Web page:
(Disclaimer: I am not an accountant nor a tax pro, etc., etc.)
Yes, a Canadian corporation can function as a partial income tax shelter. This is possible since a corporation can retain earnings (profits) indefinitely, and corporate income tax rates are generally less than personal income tax rates. Details:
If you own and run your business through a corporation, you can choose to take income from your corporation in one of two ways: as salary, or as dividends.
Salary constitutes an expense of the corporation, i.e. it gets deducted from revenue in calculating corporate taxable income. No corporate income tax is due on money paid out as salary. However, personal income taxes and other deductions (e.g. CPP) would apply to salary at regular rates, the same as for a regular employee.
Dividends are paid by the corporation to shareholders out of after-tax profits. i.e. the corporation first pays income tax on taxable income for the fiscal year, and resulting net income could be used to pay dividends (or not).
At the personal level, dividends are taxed less than salary to account for tax the corporation paid. The net effect of corporate + personal tax is about the same as for salary (leaving out deductions like CPP.)
The key point: Dividends don't have to be paid out in the year the money was earned. The corporation can carry profits forward (retained earnings) as long as it wants and choose to issue dividends (or not) in later years.
Given that, here's how would the partial income tax shelter works:
- Earn revenue for your corporation, doing whatever real business it does.* (see far below)
- Do not pay out all corporate revenue as salary. Leave all or most in the company.
- Revenue remaining in the company at the end of the year is subject to corporate income tax, likely at the corporate small business rate. e.g. Ontario, 2010: 15.5%. This rate is significantly less than the top personal income tax rate.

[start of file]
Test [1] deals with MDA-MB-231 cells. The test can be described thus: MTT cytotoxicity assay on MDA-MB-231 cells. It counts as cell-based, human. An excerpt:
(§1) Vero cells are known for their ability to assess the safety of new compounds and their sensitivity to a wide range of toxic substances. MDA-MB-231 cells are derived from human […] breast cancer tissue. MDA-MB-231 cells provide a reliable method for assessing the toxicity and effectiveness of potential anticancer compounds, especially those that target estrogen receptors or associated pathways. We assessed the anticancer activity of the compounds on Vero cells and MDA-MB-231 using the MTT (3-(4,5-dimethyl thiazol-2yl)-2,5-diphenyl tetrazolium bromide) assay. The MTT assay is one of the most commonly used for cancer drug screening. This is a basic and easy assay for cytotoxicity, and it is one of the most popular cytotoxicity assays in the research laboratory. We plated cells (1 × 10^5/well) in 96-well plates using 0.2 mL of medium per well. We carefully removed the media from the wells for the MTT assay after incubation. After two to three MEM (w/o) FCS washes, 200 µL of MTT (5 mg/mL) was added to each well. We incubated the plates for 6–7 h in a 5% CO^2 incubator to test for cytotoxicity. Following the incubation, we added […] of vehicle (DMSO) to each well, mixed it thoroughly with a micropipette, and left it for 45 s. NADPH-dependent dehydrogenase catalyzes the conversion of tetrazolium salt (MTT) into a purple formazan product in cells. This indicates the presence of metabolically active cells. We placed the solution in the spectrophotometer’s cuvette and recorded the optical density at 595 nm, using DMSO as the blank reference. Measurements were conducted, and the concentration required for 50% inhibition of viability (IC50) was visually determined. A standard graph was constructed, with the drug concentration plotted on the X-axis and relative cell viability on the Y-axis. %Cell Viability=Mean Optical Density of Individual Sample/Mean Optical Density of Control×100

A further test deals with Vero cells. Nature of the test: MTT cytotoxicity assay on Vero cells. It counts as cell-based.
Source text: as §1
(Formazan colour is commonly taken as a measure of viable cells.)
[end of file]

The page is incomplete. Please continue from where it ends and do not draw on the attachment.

- Do not pay out those retained earnings as dividends. Leave all or most in the company.
- The company would invest retained earnings to generate a return.
- Next year, the company will owe tax on income generated by the invested retained earnings. (Note: The tax man will want to see most of the company's income being active business income – perhaps not a problem if it continues doing real business as in step 1.)
At some point, for you to personally realize income from the corporation, you can have the corporation declare a dividend. You'll then have to pay personal income taxes on the income, at the dividend rates. But for as long as the money was invested inside the corporation, it was subject only to lesser corporate tax rates, not higher personal income tax rates. Hence the "partial" aspect of this kind of tax shelter.
Or, if you're lucky enough to find a buyer for your corporation, you could qualify for the Lifetime Capital Gains Exemption on proceeds up to $750,000 when you sell a qualified small business corporation. This is the best exit strategy; unfortunately, not an easy one where the business has no valuable assets (e.g. a client base, or intellectual property.)
* The major sticking-point: You need to have real business revenue! A regular employee (of another company) can't funnel his personally-earned employment income into a corporation just to take advantage of this mechanism. Sorry. :-/